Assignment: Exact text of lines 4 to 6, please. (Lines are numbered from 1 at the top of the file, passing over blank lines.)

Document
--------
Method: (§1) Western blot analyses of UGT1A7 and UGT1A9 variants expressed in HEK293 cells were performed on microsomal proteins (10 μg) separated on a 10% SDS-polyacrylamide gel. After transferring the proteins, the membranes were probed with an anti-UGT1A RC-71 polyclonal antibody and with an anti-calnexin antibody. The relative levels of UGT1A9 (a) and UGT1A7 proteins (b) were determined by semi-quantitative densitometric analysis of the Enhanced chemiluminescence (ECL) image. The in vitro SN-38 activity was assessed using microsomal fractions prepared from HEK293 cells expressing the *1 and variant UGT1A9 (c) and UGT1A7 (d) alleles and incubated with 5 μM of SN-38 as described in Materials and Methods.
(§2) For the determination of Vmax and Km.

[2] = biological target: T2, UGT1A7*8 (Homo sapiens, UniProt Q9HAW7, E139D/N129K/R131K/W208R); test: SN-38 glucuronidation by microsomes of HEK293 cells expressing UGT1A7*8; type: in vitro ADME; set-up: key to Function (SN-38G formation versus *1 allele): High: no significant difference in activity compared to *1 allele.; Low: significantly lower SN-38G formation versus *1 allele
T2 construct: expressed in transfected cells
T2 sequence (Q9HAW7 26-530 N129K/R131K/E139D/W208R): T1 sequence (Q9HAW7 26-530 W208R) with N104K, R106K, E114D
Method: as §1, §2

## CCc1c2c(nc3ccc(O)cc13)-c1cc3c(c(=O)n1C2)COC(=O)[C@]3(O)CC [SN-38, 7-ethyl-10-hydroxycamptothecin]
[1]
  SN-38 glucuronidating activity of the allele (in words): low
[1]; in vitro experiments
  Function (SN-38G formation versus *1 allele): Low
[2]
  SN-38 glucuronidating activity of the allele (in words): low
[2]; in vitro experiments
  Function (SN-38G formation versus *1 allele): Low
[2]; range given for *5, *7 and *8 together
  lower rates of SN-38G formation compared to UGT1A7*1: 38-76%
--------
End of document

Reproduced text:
T2 construct: expressed in transfected cells
T2 sequence (Q9HAW7 26-530 N129K/R131K/E139D/W208R): T1 sequence (Q9HAW7 26-530 W208R) with N104K, R106K, E114D
Method: as §1, §2